Change Is In The Wind


Change is in the wind ...



If we don’t change, we don’t grow. If we don’t grow, we aren’t really living.
Gail Sheehy


When change is in the wind, horses, as prey animals, put their face to it and give their full attention. In a matter of seconds they’re able to surmise if there’s a threat to their well being; an opportunity to engage with someone or something interesting, or if they can put their nose down and carry on business as usual.

Change is in the wind once again for Bear and I.

I’ve faced it and decided to engage.

No, we’re not moving. We’re perfectly happy where we are.

So, what’s happening?

We’re embarking on a new path of learning and growth.

This hearkens back to my last post ~ A Horse Is Never” Just A Horse” ~  but not in the way I described or expected as I wound that post down.

No, it’s bigger than that, and as soon as I have confirmation, I will fill you in on the next leg of my healing journey with my beautiful horse.

I anticipate this will denote a slight shift in the focus of this blog.

Change is in the wind … Stay tuned!

Nurture what you love …

Horse Mom


©Dorothy Chiotti, Aimwell CreativeWorks 2014





18 thoughts on “Change Is In The Wind

  1. I can’t wait to see what is to come! It sounds exciting. 🙂 and your opening sentence really hit home for me today, like a V-8 moment. As humans, when we sense change, I think we have a tendency to do the opposite. Ignore it. Deny it. At least in my experience, personal and observation of others. Good stuff!

    • Horses can teach us so much. If we only paid more attention we might make better, and more appropriate decisions. … Glad this spoke to you. Btw what exactly is a V-8 moment? I’ve never heard that expression before.

      • Oh! HAHA. I’m sorry about that. When I was growing up there were these silly commercials for a vegetable juice named V-8 (I’m in the U.S.). Their whole marketing campaign revolved around people realizing, after making one decision, that they could’ve instead, “had a V-8.” In response to that moment of clarity, they bop themselves on the forehead with the palm of their hand as if to say, “Duh! Of course!”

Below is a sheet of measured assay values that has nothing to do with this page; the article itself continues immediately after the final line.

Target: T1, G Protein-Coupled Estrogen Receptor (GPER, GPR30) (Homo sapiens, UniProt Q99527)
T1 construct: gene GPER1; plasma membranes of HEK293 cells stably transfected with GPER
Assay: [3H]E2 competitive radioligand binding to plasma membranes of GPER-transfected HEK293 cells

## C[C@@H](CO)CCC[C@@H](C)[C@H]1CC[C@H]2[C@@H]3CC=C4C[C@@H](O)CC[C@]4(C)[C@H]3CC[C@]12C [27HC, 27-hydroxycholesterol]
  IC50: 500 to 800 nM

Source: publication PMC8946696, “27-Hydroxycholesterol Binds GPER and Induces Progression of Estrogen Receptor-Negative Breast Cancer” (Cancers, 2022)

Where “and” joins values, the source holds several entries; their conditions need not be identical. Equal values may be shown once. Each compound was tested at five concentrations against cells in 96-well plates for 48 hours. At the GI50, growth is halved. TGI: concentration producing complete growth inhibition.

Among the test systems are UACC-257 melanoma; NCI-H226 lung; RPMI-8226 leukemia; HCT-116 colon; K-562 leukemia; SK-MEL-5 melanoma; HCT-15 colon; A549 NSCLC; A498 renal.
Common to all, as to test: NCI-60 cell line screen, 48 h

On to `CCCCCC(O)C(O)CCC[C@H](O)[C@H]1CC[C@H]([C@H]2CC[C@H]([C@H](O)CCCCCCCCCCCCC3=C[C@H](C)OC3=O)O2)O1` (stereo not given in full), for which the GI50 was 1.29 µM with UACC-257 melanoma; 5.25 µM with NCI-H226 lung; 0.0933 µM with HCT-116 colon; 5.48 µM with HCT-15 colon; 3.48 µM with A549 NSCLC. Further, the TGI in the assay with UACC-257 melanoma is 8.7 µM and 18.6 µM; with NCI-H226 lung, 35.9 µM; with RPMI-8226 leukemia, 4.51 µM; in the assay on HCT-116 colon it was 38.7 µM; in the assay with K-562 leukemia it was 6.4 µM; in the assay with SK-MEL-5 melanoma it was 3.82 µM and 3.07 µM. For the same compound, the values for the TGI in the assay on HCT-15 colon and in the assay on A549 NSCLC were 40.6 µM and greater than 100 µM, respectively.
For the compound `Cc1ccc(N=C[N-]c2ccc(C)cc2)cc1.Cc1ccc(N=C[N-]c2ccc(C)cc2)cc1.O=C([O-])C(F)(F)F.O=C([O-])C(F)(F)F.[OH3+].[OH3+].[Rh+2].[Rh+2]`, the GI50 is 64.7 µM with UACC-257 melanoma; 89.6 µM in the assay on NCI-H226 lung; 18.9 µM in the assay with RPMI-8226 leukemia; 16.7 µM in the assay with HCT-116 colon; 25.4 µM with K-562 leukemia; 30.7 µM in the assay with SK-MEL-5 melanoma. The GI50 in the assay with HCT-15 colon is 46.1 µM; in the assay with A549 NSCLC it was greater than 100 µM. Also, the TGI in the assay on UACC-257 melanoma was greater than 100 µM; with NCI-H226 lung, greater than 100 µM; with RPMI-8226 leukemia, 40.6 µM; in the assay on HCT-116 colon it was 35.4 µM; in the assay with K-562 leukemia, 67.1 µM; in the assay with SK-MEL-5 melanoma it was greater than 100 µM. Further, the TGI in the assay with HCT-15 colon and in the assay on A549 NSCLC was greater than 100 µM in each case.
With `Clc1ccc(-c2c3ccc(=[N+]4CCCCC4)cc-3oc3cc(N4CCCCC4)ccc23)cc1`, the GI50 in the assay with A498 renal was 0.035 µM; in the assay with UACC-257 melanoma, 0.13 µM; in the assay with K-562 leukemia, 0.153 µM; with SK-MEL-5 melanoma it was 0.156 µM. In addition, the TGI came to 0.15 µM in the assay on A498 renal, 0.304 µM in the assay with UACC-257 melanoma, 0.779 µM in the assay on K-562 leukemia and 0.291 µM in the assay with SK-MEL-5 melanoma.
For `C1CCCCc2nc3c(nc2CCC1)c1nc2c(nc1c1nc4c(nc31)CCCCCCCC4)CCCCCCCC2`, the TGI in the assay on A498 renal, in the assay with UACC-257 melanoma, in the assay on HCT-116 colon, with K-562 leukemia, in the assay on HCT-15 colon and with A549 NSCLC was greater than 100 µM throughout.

Here’s an old commercial which will hopefully explain it better than I did:
        I now use the expression to indicate that moment of clarity. 🙂

        And I seriously need to get back around horses. I’ve been looking into stables in my area, thanks to you. 🙂 I grew up LOVING them, like crazy madly in love with them, and then lost touch over the years. Reading your blog inspires me so much and helps bring me back to my heart.

      • I am thrilled for you! 🙂 … I hope you’re able to find a barn that supports where you are in your life. I have found that what we needed in our youth is far different than what meets our needs as we get older. For me, knowing that the horses are well treated and cared for is the most important thing. It tells me a lot about the character of the people managing the barn and how supported I can expect to be while in pursuit of my own goals. Of course, what you choose will also depend on your goals. I wish you well on your search and look forward to reading all about it. 😉 … I’ll check out that commercial. Thanks for clarifying. 🙂

      • I feel very fortunate that my aunt is a decades long trainer with amazing horse sense, so at least I know I can call her for input on what I find at barns. It seems that so many of them are in the competition circuit and that’s not important to me. It seems many of these only have winning on their minds. When I was young, I wanted to exclusively do (and did some) hunter/jumper, but after having the stroke, I think I’m better served finding some excellent dressage. I think it will be great for my mind AND my body – help get it back into balance. 🙂 Thank you for the encouragement – again. 😀

      • Like you I was hunter/jumper focused at first. That all changed after a freak accident and I no longer found any joy in it. Dressage is amazing and the basis for all good riding. Seems to me you will find it a fulfilling challenge. I hope you find a good coach and I’m glad you have your aunt’s expertise to fall back on. 🙂

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